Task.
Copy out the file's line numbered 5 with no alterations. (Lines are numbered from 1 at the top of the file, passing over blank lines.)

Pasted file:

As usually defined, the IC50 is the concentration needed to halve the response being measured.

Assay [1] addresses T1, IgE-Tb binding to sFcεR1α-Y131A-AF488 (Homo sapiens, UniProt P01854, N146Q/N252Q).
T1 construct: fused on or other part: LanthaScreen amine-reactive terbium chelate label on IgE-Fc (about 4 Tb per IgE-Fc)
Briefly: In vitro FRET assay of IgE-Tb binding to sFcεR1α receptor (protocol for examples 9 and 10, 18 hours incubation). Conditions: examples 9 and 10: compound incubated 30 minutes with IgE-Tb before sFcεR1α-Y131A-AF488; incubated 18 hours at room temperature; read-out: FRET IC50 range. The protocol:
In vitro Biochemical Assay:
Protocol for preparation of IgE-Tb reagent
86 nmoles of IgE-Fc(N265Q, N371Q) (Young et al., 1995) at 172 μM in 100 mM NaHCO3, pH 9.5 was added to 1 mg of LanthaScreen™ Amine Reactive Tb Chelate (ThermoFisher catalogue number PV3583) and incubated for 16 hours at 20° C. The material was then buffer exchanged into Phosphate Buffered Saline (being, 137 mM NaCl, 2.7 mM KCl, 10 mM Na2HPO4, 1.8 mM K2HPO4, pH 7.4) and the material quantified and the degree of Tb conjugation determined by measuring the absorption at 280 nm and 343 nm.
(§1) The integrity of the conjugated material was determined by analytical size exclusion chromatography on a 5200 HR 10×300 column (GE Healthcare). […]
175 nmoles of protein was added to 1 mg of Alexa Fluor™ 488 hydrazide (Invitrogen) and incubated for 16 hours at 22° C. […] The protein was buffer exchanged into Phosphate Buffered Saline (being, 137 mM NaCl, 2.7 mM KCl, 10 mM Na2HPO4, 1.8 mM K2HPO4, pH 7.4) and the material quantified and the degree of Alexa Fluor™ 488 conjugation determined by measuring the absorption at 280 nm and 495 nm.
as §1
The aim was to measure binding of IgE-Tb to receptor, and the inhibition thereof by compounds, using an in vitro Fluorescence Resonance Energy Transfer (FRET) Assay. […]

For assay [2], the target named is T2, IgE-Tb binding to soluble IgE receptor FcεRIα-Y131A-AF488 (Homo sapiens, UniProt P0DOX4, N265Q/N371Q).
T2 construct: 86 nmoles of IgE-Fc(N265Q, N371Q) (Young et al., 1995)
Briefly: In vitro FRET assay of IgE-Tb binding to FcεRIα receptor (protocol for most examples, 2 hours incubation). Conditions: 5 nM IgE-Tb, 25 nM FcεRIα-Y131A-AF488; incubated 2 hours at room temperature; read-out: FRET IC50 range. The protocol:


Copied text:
In vitro Biochemical Assay: